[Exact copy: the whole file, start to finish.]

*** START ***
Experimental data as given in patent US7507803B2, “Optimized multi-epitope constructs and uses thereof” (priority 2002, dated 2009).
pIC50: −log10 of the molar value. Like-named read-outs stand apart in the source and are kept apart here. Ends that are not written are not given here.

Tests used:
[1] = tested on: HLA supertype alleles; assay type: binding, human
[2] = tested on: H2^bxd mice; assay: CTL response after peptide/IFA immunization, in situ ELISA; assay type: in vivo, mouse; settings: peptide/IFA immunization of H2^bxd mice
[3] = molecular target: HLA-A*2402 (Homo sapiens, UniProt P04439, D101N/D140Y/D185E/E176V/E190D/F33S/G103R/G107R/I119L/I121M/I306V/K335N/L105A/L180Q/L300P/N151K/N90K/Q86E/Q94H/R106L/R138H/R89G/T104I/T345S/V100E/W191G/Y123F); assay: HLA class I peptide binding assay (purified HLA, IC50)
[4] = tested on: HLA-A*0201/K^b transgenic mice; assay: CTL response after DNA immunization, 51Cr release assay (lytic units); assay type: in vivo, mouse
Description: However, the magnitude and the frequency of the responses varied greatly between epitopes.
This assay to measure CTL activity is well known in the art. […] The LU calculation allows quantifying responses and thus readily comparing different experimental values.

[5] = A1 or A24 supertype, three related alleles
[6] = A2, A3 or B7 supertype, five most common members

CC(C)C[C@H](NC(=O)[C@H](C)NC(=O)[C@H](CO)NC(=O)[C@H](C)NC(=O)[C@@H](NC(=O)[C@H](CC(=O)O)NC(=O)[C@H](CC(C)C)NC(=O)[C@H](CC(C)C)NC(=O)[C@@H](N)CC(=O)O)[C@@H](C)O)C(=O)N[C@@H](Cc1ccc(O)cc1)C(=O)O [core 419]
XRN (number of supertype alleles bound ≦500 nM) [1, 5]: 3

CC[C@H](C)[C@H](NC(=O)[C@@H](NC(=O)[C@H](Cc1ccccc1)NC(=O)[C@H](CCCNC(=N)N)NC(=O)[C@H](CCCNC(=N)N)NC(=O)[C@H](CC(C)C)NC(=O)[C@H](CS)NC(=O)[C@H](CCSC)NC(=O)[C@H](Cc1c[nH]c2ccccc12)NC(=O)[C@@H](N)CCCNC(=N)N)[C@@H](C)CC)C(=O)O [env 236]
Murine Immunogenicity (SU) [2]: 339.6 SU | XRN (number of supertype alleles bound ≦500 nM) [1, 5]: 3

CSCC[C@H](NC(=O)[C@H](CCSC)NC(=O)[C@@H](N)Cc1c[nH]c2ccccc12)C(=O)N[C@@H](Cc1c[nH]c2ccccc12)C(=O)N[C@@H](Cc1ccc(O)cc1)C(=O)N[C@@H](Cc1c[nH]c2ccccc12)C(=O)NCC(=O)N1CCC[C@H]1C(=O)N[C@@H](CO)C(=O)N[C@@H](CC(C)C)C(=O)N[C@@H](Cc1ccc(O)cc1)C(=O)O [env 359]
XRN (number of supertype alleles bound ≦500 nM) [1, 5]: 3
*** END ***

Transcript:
Experimental data as given in patent US7507803B2, “Optimized multi-epitope constructs and uses thereof” (priority 2002, dated 2009).
pIC50: −log10 of the molar value. Like-named read-outs stand apart in the source and are kept apart here. Ends that are not written are not given here.

Tests used:
[1] = tested on: HLA supertype alleles; assay type: binding, human
[2] = tested on: H2^bxd mice; assay: CTL response after peptide/IFA immunization, in situ ELISA; assay type: in vivo, mouse; settings: peptide/IFA immunization of H2^bxd mice
[3] = molecular target: HLA-A*2402 (Homo sapiens, UniProt P04439, D101N/D140Y/D185E/E176V/E190D/F33S/G103R/G107R/I119L/I121M/I306V/K335N/L105A/L180Q/L300P/N151K/N90K/Q86E/Q94H/R106L/R138H/R89G/T104I/T345S/V100E/W191G/Y123F); assay: HLA class I peptide binding assay (purified HLA, IC50)
[4] = tested on: HLA-A*0201/K^b transgenic mice; assay: CTL response after DNA immunization, 51Cr release assay (lytic units); assay type: in vivo, mouse
Description: However, the magnitude and the frequency of the responses varied greatly between epitopes.
This assay to measure CTL activity is well known in the art. […] The LU calculation allows quantifying responses and thus readily comparing different experimental values.

[5] = A1 or A24 supertype, three related alleles
[6] = A2, A3 or B7 supertype, five most common members

CC(C)C[C@H](NC(=O)[C@H](C)NC(=O)[C@H](CO)NC(=O)[C@H](C)NC(=O)[C@@H](NC(=O)[C@H](CC(=O)O)NC(=O)[C@H](CC(C)C)NC(=O)[C@H](CC(C)C)NC(=O)[C@@H](N)CC(=O)O)[C@@H](C)O)C(=O)N[C@@H](Cc1ccc(O)cc1)C(=O)O [core 419]
XRN (number of supertype alleles bound ≦500 nM) [1, 5]: 3

CC[C@H](C)[C@H](NC(=O)[C@@H](NC(=O)[C@H](Cc1ccccc1)NC(=O)[C@H](CCCNC(=N)N)NC(=O)[C@H](CCCNC(=N)N)NC(=O)[C@H](CC(C)C)NC(=O)[C@H](CS)NC(=O)[C@H](CCSC)NC(=O)[C@H](Cc1c[nH]c2ccccc12)NC(=O)[C@@H](N)CCCNC(=N)N)[C@@H](C)CC)C(=O)O [env 236]
Murine Immunogenicity (SU) [2]: 339.6 SU | XRN (number of supertype alleles bound ≦500 nM) [1, 5]: 3

CSCC[C@H](NC(=O)[C@H](CCSC)NC(=O)[C@@H](N)Cc1c[nH]c2ccccc12)C(=O)N[C@@H](Cc1c[nH]c2ccccc12)C(=O)N[C@@H](Cc1ccc(O)cc1)C(=O)N[C@@H](Cc1c[nH]c2ccccc12)C(=O)NCC(=O)N1CCC[C@H]1C(=O)N[C@@H](CO)C(=O)N[C@@H](CC(C)C)C(=O)N[C@@H](Cc1ccc(O)cc1)C(=O)O [env 359]
XRN (number of supertype alleles bound ≦500 nM) [1, 5]: 3